When a young person is referred to the Children's Reporter, the Children’s Reporter may gather information about the young person's circumstances to decide whether there are legal 'grounds' (as detailed in section 67(2) of the Children's Hearings (Scotland) Act 2011) and whether a compulsory supervision order is necessary for the young person. If so, the Children's Reporter will arrange a hearing. Committal of an offence is one such legal ground.

A children’s hearing is a legal meeting arranged to consider and make decisions about children and young people. The hearing consists of three members of the local community who act as lay tribunal members, called panel members. The hearing can make a number of different decisions:

For more information see Children’s Hearings Scotland and Scottish Children Reporter Administration.

Jointly Reported Cases

Young people:

Have to be ‘jointly reported’ by the police to Procurator Fiscal and the Children’s Reporter as per the Lord Advocate’s Guidelines for Reporting to Procurators Fiscal of offences alleged to have been committed by children (Mulholland, 2014).

The presumptions in jointly reported cases are:

The factors that should be taken into account in overriding either presumption are detailed in the Joint Agreement in Relation to the Cases of Children Jointly Reported to the Procurator Fiscal and the Children’s Reporter (COPFS, 2015). Decisions regarding jointly reported cases are for COPFS, although should be made in discussion with the Children’s Reporter.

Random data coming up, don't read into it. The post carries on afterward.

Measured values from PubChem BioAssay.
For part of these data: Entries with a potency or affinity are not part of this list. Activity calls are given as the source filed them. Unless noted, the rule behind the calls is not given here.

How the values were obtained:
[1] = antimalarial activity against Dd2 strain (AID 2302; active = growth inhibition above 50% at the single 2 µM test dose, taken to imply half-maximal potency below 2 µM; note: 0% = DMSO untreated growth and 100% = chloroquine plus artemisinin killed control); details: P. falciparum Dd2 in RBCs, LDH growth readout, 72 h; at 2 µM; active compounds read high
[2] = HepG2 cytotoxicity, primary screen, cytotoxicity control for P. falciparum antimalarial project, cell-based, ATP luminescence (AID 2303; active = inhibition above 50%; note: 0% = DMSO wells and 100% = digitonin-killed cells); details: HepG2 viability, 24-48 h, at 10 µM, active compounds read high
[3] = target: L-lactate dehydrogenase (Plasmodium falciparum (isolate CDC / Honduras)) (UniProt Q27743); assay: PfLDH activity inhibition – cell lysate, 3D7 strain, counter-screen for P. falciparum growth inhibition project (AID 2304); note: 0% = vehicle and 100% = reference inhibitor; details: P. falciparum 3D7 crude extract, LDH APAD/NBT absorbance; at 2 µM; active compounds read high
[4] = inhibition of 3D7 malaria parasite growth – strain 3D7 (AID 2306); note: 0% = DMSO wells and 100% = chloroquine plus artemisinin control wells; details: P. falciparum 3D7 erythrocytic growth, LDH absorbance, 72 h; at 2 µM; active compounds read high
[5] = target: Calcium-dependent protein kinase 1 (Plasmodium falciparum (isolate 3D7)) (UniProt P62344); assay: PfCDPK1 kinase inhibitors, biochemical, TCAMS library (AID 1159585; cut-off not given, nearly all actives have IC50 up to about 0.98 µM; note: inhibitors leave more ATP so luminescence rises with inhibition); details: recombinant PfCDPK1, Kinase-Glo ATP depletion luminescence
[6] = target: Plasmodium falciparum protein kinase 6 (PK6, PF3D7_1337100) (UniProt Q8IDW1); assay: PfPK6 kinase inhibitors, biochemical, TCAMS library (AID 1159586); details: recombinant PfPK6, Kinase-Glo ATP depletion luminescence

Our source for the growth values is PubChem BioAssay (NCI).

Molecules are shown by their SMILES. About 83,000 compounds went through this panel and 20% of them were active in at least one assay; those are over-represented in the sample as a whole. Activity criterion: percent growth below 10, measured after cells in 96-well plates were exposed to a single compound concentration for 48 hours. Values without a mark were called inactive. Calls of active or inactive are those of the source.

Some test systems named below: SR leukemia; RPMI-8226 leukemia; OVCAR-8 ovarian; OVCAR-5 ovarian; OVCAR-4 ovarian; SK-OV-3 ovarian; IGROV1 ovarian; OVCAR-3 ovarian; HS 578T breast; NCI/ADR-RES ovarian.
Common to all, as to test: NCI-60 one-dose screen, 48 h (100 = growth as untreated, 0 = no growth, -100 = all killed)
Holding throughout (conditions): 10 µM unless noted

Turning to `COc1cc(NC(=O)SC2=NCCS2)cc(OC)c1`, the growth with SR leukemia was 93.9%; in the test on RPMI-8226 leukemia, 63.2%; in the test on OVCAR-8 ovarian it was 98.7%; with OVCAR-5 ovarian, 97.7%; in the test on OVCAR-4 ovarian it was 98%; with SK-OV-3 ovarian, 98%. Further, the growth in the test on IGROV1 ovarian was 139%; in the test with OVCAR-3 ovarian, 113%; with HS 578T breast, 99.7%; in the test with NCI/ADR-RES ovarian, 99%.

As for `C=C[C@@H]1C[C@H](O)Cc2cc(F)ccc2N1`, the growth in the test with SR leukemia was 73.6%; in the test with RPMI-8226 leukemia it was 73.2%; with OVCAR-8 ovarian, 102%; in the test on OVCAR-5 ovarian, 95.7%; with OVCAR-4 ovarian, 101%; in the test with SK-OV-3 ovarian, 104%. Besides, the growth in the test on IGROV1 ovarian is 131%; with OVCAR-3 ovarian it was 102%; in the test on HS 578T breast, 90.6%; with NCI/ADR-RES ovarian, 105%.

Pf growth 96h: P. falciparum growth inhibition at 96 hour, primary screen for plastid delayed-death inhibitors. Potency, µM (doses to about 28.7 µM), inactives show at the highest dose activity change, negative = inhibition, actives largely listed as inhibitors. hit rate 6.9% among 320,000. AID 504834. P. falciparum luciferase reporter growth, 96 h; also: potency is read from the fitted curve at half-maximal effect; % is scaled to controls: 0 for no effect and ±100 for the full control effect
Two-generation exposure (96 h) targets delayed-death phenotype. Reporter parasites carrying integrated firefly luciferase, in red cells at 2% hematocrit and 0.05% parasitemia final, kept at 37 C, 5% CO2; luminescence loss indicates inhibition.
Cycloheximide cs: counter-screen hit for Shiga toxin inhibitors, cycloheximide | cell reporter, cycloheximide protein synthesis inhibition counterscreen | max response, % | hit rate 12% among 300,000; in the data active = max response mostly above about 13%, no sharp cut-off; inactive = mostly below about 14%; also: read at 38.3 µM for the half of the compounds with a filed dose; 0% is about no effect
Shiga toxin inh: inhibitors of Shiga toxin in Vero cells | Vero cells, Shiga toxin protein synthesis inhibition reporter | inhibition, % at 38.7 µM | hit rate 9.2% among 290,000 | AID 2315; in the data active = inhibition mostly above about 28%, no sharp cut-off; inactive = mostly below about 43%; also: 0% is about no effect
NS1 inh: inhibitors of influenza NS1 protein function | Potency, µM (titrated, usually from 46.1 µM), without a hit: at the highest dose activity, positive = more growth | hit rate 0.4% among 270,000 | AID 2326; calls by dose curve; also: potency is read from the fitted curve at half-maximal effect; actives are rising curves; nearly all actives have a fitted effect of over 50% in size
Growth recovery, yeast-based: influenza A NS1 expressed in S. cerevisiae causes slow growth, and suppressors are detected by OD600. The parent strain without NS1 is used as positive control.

After referral to Procurator Fiscal

When a case is referred to the Procurator Fiscal and there is sufficient evidence of an offence, the options can include:

The COPFS Prosecution Code (2001) stipulates the factors to be taken into account when making any decision in relation to prosecution and options.


Before court

Assisting Young People aged 16 and 17 in Court (Scottish Government, 2011b) describes what should happen before a court appearance regarding:

If a young person aged under 16 or 16-17 and subject to a CSO is to appear in court, the young person’s social worker should, at the earliest opportunity, contact the Children and Young Person’s (CYP) Placement Manager at Scottish Government (Mary Amos: 0131 244 0996; to share information. This helps ensure the young person, if sentenced, is placed in the most appropriate establishment and may allow the provisional booking of a bed in secure care.

When the young person appears in court from police custody or a place of safety, the court social worker should visit the young person in the cells before the court appearance to explain the court process, answer any questions and offer assistance (within set boundaries – Scottish Government, 2011b). Local practice varies but usually there will be arrangements for this service to be available (Scottish Government, 2010a).

If prosecution goes ahead

The criminal justice system can be confusing and frightening both for the young person and their family, especially if they are new to it.

Court-based family support – other than posters, leaflets, or information from the defence solicitor – is not commonly available, and defence solicitors are often unaware of what support might be available.

This means all statutory agencies – local authorities, the judiciary, court staff, police, COPFS – should bear in mind (Scottish Government, 2011b):

It has been highlighted above that not all young people involved in offending will progress to court and prosecution but the remainder of the stages in the map will focus on those who do.